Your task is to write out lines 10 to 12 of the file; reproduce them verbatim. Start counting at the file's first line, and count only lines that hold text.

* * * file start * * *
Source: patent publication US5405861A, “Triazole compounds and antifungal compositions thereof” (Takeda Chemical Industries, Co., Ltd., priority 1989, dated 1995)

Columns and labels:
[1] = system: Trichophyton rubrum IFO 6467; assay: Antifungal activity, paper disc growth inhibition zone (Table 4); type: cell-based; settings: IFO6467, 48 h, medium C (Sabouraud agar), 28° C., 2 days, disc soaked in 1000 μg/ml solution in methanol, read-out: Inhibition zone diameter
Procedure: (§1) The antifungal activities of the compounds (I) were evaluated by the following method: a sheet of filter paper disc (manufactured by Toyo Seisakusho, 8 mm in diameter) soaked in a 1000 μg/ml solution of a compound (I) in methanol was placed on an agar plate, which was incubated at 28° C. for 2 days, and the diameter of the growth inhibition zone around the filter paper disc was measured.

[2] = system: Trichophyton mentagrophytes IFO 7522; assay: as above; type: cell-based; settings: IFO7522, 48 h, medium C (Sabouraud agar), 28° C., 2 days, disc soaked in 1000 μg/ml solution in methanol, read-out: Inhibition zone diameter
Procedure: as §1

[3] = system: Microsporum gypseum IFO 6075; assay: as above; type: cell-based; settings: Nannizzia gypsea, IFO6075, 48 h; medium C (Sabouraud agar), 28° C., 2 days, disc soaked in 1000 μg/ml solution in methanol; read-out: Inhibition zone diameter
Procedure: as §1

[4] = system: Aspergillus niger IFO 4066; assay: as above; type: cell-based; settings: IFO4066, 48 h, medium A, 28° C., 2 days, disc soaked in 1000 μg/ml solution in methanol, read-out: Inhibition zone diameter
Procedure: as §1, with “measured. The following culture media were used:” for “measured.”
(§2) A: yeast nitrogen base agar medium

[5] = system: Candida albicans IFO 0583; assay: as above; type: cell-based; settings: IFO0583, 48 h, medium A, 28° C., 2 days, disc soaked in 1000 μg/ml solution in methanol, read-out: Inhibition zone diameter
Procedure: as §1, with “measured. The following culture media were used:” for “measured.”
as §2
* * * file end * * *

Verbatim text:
Procedure: as §1, with “measured. The following culture media were used:” for “measured.”
(§2) A: yeast nitrogen base agar medium

[5] = system: Candida albicans IFO 0583; assay: as above; type: cell-based; settings: IFO0583, 48 h, medium A, 28° C., 2 days, disc soaked in 1000 μg/ml solution in methanol, read-out: Inhibition zone diameter